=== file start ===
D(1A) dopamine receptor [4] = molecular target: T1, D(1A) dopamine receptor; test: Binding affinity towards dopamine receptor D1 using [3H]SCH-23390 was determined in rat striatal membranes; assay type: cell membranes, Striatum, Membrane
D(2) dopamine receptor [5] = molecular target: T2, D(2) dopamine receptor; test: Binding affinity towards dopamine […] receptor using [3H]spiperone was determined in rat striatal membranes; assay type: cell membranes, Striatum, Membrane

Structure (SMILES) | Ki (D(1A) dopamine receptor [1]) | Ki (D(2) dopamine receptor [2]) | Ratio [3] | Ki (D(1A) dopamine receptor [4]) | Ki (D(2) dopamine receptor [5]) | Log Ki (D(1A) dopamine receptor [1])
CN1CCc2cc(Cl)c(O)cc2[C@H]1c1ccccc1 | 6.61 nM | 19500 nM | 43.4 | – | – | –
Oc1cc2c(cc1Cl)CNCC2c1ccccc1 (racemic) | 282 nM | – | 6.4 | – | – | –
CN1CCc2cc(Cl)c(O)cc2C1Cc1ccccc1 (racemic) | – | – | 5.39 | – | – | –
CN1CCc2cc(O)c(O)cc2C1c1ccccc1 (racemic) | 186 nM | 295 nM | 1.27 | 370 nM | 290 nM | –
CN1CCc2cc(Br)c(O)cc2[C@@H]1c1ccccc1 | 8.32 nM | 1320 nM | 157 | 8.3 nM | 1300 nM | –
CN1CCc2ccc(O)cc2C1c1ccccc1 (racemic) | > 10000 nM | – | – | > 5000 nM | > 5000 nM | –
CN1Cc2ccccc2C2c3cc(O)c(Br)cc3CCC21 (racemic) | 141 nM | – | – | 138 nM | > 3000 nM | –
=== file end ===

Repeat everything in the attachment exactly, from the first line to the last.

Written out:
D(1A) dopamine receptor [4] = molecular target: T1, D(1A) dopamine receptor; test: Binding affinity towards dopamine receptor D1 using [3H]SCH-23390 was determined in rat striatal membranes; assay type: cell membranes, Striatum, Membrane
D(2) dopamine receptor [5] = molecular target: T2, D(2) dopamine receptor; test: Binding affinity towards dopamine […] receptor using [3H]spiperone was determined in rat striatal membranes; assay type: cell membranes, Striatum, Membrane

Structure (SMILES) | Ki (D(1A) dopamine receptor [1]) | Ki (D(2) dopamine receptor [2]) | Ratio [3] | Ki (D(1A) dopamine receptor [4]) | Ki (D(2) dopamine receptor [5]) | Log Ki (D(1A) dopamine receptor [1])
CN1CCc2cc(Cl)c(O)cc2[C@H]1c1ccccc1 | 6.61 nM | 19500 nM | 43.4 | – | – | –
Oc1cc2c(cc1Cl)CNCC2c1ccccc1 (racemic) | 282 nM | – | 6.4 | – | – | –
CN1CCc2cc(Cl)c(O)cc2C1Cc1ccccc1 (racemic) | – | – | 5.39 | – | – | –
CN1CCc2cc(O)c(O)cc2C1c1ccccc1 (racemic) | 186 nM | 295 nM | 1.27 | 370 nM | 290 nM | –
CN1CCc2cc(Br)c(O)cc2[C@@H]1c1ccccc1 | 8.32 nM | 1320 nM | 157 | 8.3 nM | 1300 nM | –
CN1CCc2ccc(O)cc2C1c1ccccc1 (racemic) | > 10000 nM | – | – | > 5000 nM | > 5000 nM | –
CN1Cc2ccccc2C2c3cc(O)c(Br)cc3CCC21 (racemic) | 141 nM | – | – | 138 nM | > 3000 nM | –